Netting export success: How South West’s seafood producers can make the most of overseas demand

Paul Shand

Paul Shand, Head of Exports in the South West, Department for International Trade, explores how producers across the region can capitalise on demand for local seafood products overseas.

The South West’s seafood is making waves overseas. According to the most recent HMRC statistics (March 2019), the region now exports more seafood than any other region in England, with overseas sales totalling more than £155.7m in 2018.

In some overseas markets, this growth has been particularly strong.

For example, sales of local seafood to China jumped by 25.9% in 2018, when compared to 2017. This is driven in part by increasing disposable income within the country’s rapidly expanding middle class, and the UK’s strong reputation for the quality of its catch.

Many producers across the South West, such as The Blue Sea Food Company in Torbay, are already tapping into this thriving overseas demand.

The business, which began exporting its live Devon-caught crabs three years ago, has seen its export sales grow to 50% of its annual turnover. Its revenue from customers in the Chinese market alone increased by 150% between November 2017 and February 2018.

And many others can emulate this success.

As part of the Food is GREAT campaign, the Department for Environment, Food and Rural Affairs (Defra) and the Department for International Trade (DIT) are offering a wealth of support to help British producers who are keen to explore markets overseas.

This includes a network of International Trade Advisers (ITAs), who work alongside a team of experienced sector specialists and an overseas network in over 100 countries to offer firms one-to-one guidance on a range of issues, including regulation and logistics.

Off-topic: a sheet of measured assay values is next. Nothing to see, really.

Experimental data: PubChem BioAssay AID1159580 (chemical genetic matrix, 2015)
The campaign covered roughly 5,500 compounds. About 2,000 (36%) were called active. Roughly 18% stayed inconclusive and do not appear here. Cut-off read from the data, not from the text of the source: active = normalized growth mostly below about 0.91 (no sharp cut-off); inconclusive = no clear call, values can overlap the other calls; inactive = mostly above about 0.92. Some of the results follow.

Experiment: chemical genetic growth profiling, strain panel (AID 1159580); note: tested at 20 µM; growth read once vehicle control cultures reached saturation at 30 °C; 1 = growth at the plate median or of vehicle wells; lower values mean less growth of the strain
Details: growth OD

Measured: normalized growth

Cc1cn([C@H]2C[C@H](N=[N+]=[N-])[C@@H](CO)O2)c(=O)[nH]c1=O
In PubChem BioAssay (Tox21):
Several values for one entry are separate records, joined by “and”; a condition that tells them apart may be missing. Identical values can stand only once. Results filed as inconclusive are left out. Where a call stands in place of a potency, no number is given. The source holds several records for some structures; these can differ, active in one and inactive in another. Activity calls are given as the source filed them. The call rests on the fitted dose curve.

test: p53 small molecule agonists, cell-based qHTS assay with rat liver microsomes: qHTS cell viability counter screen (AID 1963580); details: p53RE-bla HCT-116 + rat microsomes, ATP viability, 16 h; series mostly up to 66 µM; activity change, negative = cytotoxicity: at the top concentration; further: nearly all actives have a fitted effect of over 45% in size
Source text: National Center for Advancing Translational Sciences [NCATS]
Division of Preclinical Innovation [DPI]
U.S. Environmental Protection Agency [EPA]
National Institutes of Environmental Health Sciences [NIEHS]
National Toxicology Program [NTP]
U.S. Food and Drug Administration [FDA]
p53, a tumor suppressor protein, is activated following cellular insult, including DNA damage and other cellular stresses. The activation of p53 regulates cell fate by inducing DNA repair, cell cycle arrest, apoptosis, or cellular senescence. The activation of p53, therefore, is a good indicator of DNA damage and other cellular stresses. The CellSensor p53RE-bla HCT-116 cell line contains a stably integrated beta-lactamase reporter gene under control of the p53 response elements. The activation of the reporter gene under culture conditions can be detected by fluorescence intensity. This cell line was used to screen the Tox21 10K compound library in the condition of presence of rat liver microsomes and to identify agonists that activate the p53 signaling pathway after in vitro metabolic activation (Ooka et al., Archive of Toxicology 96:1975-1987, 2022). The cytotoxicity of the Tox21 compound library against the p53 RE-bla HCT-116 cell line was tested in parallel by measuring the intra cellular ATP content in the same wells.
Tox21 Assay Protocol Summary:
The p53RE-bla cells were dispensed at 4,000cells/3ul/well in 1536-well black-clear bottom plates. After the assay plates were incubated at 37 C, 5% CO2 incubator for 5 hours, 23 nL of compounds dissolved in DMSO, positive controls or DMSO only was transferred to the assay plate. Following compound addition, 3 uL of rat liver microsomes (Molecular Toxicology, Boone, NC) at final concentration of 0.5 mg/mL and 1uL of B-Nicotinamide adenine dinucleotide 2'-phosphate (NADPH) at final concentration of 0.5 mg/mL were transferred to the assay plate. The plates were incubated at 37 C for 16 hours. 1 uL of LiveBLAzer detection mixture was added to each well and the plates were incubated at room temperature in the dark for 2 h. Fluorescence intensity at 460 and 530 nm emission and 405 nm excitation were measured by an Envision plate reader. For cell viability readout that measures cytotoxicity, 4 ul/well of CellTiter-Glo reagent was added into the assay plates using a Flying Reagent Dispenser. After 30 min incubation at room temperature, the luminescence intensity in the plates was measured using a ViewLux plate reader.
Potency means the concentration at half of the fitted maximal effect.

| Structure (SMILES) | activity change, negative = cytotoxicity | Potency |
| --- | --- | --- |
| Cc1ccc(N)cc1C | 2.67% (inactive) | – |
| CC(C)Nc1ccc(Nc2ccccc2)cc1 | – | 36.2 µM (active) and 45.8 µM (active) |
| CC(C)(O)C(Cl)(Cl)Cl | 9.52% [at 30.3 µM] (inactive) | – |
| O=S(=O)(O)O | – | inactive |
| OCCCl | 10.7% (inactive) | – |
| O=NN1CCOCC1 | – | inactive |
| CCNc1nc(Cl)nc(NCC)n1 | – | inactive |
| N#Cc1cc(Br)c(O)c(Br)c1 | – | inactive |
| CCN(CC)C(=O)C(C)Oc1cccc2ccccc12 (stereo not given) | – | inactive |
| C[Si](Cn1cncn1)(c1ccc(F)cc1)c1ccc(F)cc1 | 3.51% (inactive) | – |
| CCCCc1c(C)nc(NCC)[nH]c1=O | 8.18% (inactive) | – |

It also includes bespoke visits to key markets of interest overseas, as well as meet-the-buyer events here in the UK to help firms build relationships with potential overseas customers.

But with the opportunities that exporting can bring, there are a few key factors that firms should consider.

For example, many markets have specific laws and regulations in place that govern food and drink imports, with some specific to seafood.

Companies looking to export wild-caught shrimps and prawns – a product abundant in the South West – to the US market must include a specific form with each consignment indicating that their products have been harvested in UK waters.

This form is a legal requirement to ensure that shrimp and prawn imports to the US are not harvested in a way that might harm sea turtles. Shrimps and prawns harvested in the UK are automatically considered to comply, but all British producers must still complete the relevant documentation before their products can be sold in the US.

Similarly, seafood businesses in particular should work to source a trusted and reliable logistics partner. The nature of live or fresh seafood means that it must be transported quickly and carefully to its final destination to maintain its freshness and make sure it meets food safety standards.

Details like these – along with common export considerations such as taxation and language – can be seen as challenges by those looking to start or grow their exporting activity. But what’s important to remember is that they can all be overcome with the right research, and the right support.